Images of Women in Sport and Media: A Critical Look at Recurring Themes from 1920 to the Present

Date of Completion


Document Type

Open Access Capstone

Degree Name

Master of Arts (MA)

First Advisor

Delores B. Gallo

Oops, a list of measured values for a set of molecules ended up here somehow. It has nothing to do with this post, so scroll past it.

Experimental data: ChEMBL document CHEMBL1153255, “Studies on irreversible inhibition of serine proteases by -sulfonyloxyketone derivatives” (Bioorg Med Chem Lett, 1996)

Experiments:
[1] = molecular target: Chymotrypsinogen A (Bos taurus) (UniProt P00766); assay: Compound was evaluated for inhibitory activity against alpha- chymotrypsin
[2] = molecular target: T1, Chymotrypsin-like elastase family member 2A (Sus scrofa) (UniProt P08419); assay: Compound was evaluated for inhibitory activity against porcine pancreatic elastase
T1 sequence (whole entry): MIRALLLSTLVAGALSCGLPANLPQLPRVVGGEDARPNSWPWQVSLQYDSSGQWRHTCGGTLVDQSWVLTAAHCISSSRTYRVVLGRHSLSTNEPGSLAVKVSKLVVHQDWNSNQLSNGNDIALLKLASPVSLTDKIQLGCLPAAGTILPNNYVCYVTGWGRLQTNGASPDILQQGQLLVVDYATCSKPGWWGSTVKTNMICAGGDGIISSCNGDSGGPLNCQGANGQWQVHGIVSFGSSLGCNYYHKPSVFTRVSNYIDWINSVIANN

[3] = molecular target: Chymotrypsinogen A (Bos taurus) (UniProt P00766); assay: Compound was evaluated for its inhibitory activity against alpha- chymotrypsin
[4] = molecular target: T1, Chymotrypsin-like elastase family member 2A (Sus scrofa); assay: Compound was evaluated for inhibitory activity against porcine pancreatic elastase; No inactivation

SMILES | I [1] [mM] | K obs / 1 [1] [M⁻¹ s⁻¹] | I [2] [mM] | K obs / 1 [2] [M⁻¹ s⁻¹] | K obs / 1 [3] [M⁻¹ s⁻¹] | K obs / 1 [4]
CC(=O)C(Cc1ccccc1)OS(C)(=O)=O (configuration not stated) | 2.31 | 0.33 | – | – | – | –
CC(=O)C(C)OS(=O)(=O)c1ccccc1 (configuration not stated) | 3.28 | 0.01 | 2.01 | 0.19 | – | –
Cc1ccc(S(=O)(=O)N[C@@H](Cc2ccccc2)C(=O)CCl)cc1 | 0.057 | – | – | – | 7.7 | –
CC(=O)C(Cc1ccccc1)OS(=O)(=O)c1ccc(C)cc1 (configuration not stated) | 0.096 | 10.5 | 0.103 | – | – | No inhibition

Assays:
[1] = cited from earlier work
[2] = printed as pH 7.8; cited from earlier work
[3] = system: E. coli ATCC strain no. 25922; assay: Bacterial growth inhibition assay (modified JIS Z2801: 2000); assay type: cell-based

This review of women in sport literature offers an historical summary from the 1920's through the present, focusing on the relationship between women in sport and the media. It identifies recurring patterns of progress and change as well as reversions and backlashes against females, who have opted to pursue sport. This examination focuses on sport, gender and media as social and cultural constructs created through institutionalized hierarchy rather than naturally occurring responses or differences. Images of women in sport are examined as these perceptions manifest in their reflection of and creation by mediated culture. Because media's messages permeate our lives and have become virtually inescapable, their impact has become increasingly powerful. Media is no longer only a reflector of life and culture. It has become an interpreter and transformer of information and in effect, a manufacturer of values, ideals, and lifestyle. In the discussion of these concepts, the paper draws upon the work of sport sociologists, Susan Cahn, Susan Birrell, Cheryl Cole, critical thinker, George Sage, and cultural studies scholar, bell hooks. Identifying and deconstructing stereotypes that have plagued women in sport for decades and continue to diminish women's achievements will counter these idealized and mediated images. The authors included in this review are feminism and sport scholars, Mary Jo Kane, Nancy Theberge, Boutilier and SanGiovanni, and Zimmerman. I argue that gender, images of women, and feminine ideals are socially created constructs, formed in the context of power relationships between men and women. Looking at women in sport through a socio-cultural constructionist lens is necessary: to achieve deeper meaning from seemingly superficial images, to evaluate the impact media depictions have on self and others, to see beyond the temporary, decontextualized image allowing history and personal experience to form real context, and to deconstruct, reinterpret, and rebuild media images and messages so that truth and myth become more decipherable. This paper traces the influence of sexism, homophobia, and legal mandates on the education and progress of women athletes. These purposes are key means to returning responsibility, control, and informed decision making ability back to the individual, whose image has been mediated to the point of distortion. Such a reinterpretation of socio-culturally constructed images of women in sport is important in establishing more truthful and human representations of women's selves and their lives.


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